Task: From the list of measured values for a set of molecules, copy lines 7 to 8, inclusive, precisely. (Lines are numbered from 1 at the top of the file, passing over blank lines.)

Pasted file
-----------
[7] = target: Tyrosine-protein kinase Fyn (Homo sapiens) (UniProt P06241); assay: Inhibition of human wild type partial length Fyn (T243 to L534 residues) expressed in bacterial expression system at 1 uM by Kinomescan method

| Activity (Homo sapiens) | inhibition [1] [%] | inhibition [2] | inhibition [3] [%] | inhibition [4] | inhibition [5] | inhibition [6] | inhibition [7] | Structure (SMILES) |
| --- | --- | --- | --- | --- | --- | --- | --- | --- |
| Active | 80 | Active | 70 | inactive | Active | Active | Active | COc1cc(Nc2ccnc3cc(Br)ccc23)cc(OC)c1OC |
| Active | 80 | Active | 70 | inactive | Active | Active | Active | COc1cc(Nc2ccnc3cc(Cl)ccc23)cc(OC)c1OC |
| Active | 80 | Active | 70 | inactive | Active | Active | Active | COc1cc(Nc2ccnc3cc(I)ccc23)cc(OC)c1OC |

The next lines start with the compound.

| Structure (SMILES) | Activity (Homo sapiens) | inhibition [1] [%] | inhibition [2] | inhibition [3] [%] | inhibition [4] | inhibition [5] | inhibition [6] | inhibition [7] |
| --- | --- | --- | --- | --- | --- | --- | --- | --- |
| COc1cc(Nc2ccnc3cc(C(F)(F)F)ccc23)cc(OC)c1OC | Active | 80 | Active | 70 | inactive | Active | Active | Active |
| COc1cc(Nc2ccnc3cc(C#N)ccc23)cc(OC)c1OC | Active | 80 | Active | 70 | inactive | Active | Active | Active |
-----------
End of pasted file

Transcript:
The next lines start with the compound.

| Structure (SMILES) | Activity (Homo sapiens) | inhibition [1] [%] | inhibition [2] | inhibition [3] [%] | inhibition [4] | inhibition [5] | inhibition [6] | inhibition [7] |